Condition of service and main line: Appeared serviceable
Water service: Public
Water pressure (psi): 77 psi
Location of main water shut-off: Building exterior, near street
Condition of supply lines: Appeared serviceable
Supply pipe material: Copper, PVC plastic
Condition of drain pipes: Appeared serviceable
Drain pipe material: Plastic
Condition of waste lines: Appeared serviceable
Waste pipe material: Not determined (inaccessible or obscured)
Vent pipe condition: Required repair, replacement and/or evaluation (see comments below).
Vent pipe material: Plastic
Sump pump installed: None visible
Sewage ejector pump installed: None visible
Condition of fuel system: Appeared serviceable
Location of main fuel shut-off valve: At gas meter
21) Repair/Replace - Vent pipes on east and west sides of roof were damaged. Recommend a qualified person repair as needed.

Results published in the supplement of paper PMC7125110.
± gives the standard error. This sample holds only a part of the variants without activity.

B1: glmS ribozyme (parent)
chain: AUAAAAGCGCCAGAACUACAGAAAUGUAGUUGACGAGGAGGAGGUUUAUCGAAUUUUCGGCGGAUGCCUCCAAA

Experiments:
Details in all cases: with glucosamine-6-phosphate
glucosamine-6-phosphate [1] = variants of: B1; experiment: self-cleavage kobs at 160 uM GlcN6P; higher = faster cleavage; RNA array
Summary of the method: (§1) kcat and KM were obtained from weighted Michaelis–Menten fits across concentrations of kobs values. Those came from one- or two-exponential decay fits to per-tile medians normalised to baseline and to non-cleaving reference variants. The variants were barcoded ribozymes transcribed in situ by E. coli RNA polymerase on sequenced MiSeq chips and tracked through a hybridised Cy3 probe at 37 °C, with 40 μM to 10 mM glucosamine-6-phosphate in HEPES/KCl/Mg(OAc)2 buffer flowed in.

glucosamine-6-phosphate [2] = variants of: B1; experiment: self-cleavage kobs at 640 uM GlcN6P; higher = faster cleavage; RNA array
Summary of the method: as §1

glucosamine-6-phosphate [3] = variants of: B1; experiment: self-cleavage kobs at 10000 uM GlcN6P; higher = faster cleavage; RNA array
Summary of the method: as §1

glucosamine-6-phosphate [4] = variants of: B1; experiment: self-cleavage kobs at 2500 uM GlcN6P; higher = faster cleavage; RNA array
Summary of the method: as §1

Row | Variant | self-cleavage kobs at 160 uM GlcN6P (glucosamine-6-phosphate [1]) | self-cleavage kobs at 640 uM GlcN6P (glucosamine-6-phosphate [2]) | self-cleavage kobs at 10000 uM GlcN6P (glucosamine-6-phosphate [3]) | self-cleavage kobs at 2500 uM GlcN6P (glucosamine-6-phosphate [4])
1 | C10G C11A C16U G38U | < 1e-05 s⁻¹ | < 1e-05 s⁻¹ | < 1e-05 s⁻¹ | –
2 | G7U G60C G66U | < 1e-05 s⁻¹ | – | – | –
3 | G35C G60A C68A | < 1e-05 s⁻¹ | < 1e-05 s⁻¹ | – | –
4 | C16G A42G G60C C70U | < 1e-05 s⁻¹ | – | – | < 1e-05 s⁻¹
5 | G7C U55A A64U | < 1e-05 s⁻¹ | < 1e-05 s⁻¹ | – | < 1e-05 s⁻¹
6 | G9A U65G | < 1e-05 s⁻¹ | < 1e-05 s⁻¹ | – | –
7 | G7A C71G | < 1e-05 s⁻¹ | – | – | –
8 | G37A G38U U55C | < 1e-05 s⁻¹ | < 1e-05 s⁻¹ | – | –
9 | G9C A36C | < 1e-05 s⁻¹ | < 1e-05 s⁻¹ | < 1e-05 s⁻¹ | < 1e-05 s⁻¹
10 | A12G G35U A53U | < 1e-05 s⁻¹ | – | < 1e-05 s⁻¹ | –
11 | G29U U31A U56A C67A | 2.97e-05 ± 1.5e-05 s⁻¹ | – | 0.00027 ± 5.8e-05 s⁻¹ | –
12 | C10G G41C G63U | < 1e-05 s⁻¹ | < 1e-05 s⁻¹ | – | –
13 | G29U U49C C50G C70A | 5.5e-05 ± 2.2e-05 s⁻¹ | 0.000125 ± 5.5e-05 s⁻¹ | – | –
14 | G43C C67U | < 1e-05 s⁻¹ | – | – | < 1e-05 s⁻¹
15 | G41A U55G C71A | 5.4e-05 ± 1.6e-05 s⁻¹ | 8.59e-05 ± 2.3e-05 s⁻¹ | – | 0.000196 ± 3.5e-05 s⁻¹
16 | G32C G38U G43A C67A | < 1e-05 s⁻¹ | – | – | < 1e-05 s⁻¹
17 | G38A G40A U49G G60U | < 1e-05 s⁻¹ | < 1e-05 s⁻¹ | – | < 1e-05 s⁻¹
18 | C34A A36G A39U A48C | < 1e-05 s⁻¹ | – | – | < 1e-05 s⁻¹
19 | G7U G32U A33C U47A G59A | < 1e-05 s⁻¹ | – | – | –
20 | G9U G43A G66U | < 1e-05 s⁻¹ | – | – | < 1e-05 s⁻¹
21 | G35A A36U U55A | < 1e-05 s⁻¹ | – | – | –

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Photo 21-1
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Photo 21-2

22) Maintain, Evaluate - Based on visible components or information provided to the inspector, this property appeared to have a semi-private sewage disposal (septic) system. These are specialty systems and are excluded from this inspection. Comments in this report related to this system are made as a courtesy only and are not meant to be a substitute for a full evaluation by a qualified specialist. Generally, septic tanks should be pumped and inspected every 3 years. Depending on the type of system and municipal regulations, inspection and maintenance may be required more frequently, often annually. Recommend the following:For more information, visit:
http://www.reporthost.com/?SEPTIC
23) Comment - Water pressure was 77 psi at time of inspection. Recommended range is 40-80 psi.
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Photo 23-1
 

24) Comment - Water shut-off valve was located beside water meter in front yard near street.
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Photo 24-1